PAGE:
Good Food, Pretty Rooms, Slack Service


June 12, 1994|By ELIZABETH LARGE

Elkridge Furnace Inn, 5745 Furnace Ave., Elkridge, (410) 379-9336. Open for lunch Tuesdays to Fridays, for dinner Thursdays and Fridays. AE, MC, V. Prices: appetizers, $2.50- $6.25; entrees, $15.95-$19.25. **1/2

Some restaurants you fall for, even though you know you shouldn't, for reasons that have very little to do with the food. (And in the case of the restaurant I'm about to tell you about, nothing to do with the service.)

Such a place is the Elkridge Furnace Inn.

I knew I was going to have trouble being objective the minute I got out of the car. It was a beautiful May evening, with a soft breeze and the early evening light just beginning to fade. We followed a winding brick path through the lush, flowery yard to the front porch of a handsome red brick Colonial.

The earliest wing of the house, which is on the National Register of Historical Places, was built 250 years ago. The main part was constructed as the home of second-generation Ellicotts in the 19th century.

Some five years ago the state of Maryland gave Dan Wecker (formerly an assistant chef at Kings Contrivance) and his brother Steve a long-term lease to the historic property. They spent thousands of hours and nearly $200,000 renovating it. In 1991, the mansion was a decorators' show house to benefit Historic Ellicott City Inc.; since then the Wecker brothers have used it as a catering facility, with plans eventually to have a bed and breakfast. Recently, the brothers opened a restaurant in the inn, serving lunch and -- two nights a week -- dinner.

The downstairs consists of a tavern and two formal dining rooms painted in soft, buttery yellow with maroon trim. The colors are picked up in the draperies and table linens. Candles on the antique sideboard glow softly, while black marble mantels add to the stateliness of the rooms. But nothing is too formal for comfort.

In fact, I could wish the service were a little more formal -- or just better. The otherwise charming waitress chewed gum. The waiter brought one of my guest's soup after our other two first courses were finished, and never offered a word of apology. We were asked if we wanted more bread; we said yes but we never got it. We were never asked if we wanted coffee.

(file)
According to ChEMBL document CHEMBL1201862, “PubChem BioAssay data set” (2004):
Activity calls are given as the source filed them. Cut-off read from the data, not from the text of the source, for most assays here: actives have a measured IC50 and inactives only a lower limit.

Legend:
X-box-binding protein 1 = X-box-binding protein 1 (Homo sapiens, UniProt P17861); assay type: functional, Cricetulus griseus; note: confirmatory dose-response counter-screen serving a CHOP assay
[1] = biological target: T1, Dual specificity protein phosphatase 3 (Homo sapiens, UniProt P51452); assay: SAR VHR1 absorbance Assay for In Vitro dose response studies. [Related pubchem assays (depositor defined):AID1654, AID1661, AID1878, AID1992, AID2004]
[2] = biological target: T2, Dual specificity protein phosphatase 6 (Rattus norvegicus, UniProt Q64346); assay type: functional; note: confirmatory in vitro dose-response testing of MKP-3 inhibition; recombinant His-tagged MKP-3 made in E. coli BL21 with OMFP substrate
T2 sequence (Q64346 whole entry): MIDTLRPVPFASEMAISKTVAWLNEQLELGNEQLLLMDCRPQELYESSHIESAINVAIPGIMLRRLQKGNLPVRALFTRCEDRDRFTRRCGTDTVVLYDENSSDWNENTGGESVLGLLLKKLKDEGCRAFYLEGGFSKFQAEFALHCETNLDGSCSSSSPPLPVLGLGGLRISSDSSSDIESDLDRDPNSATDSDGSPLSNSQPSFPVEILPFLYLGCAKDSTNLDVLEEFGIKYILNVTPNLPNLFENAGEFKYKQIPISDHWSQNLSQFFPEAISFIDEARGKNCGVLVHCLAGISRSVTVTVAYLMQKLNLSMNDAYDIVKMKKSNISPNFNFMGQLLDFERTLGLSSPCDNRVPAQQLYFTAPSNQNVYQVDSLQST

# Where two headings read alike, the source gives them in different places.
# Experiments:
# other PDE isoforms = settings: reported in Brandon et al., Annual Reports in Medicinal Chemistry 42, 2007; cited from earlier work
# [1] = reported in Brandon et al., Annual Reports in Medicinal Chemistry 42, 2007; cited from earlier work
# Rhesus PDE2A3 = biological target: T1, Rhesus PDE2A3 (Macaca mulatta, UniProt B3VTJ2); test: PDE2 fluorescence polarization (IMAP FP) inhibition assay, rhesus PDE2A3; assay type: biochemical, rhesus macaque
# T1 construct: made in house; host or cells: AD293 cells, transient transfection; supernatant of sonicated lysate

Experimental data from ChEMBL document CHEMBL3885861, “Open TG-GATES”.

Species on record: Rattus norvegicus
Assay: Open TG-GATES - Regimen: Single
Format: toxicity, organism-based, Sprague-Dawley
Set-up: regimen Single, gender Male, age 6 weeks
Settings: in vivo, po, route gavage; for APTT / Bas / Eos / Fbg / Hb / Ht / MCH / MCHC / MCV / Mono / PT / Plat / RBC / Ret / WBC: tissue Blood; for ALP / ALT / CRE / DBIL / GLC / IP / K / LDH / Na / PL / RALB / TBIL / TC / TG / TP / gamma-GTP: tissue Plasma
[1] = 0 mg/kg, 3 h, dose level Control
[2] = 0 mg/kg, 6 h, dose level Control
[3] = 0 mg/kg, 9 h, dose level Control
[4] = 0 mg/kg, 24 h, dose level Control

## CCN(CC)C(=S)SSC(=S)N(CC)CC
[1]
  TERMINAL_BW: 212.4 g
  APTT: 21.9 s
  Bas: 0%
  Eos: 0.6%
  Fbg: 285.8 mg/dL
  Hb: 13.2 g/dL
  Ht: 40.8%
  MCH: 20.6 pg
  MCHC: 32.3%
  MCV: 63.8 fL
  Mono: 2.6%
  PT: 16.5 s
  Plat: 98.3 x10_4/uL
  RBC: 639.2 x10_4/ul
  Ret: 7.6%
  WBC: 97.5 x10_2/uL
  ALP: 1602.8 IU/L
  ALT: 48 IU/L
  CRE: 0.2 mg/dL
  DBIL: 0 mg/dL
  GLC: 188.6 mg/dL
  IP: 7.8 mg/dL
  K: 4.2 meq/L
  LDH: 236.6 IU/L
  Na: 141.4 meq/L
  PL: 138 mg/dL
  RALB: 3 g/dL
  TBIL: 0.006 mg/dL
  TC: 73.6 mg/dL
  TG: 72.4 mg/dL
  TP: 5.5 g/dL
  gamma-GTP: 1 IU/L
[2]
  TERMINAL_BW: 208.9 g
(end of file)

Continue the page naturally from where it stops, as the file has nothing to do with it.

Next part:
Still, have you ever noticed how much you'll put up with if the staff seems genuinely nice even if a bit inexperienced? So it is at the Elkridge Furnace Inn. (Four stars to the maitre d', though, who tried to pick up the slack.)

If this were my restaurant, I'd make two quick changes that would improve things 100 percent. First, the service would have to shape up. Second, I'd get new plates.

I'm not kidding about that second one. Have you ever tried to eat salad on a butter plate and dinner on a salad plate? Helpings aren't that small, but they seem so when they're crowded on the wrong-size plate. And the food slips off when you try to cut it.

The seafood sampler is a good example. It was just the right amount for a first course, but it was on such a tiny plate it seemed skimpy for the price ($6.25). Two fat, rosy shrimp jostled for space with a bit of flavorful crab salad, delicious marinated scallops and -- unfortunately -- a crayfish that had seen better days.

The poached flounder Margueray was rolled up and wedged into a small gratin dish with a bed of wild rice. The fish was good and fresh, and I liked the delicate cream sauce with mushrooms and one perfect shrimp. I wouldn't poach the fillet for so long, though.

Two pretty little tournedos of beef (can you imagine eating these on a salad plate?), grilled just pink, were stuffed with a bit of pesto sauce, heavily scented with basil and garlic. Pretty good, but I wish the chef would remove the string that holds them


Sometimes the kitchen goes a little wild, as with a chicken breast stuffed with spinach and cashews, with a tangy-smooth goat-cheese sauce on the side. But the combination worked.

The menu is limited and changes from day to day. This day it included for first courses, besides the seafood sampler, an excellent gazpacho, icy-cold and flavorful and quite spicy. (It may have tasted so good because we waited so long for it.) We also had broccoflor and cheese popovers. Don't ask me why the kitchen used a hybrid of broccoli and cauliflower rather than one or the other. But anyway, the vegetable was baked into two small cheese popovers and served piping hot with salsa and sour cream. Strange but not unappealing.

Desserts are in another class entirely. Strawberry shortcake was made the old-fashioned way, with a warm, sweet biscuit, sliced berries and plenty of whipped cream. A creamy slice of Bailey's cheesecake seduced us with the smooth flavors of mocha and liqueur. And for out-and-out hedonism, chocolate mousse was swirled in a macadamia nut cookie crust. All three belonged in the Dessert Hall of Fame.

Next: Boston's

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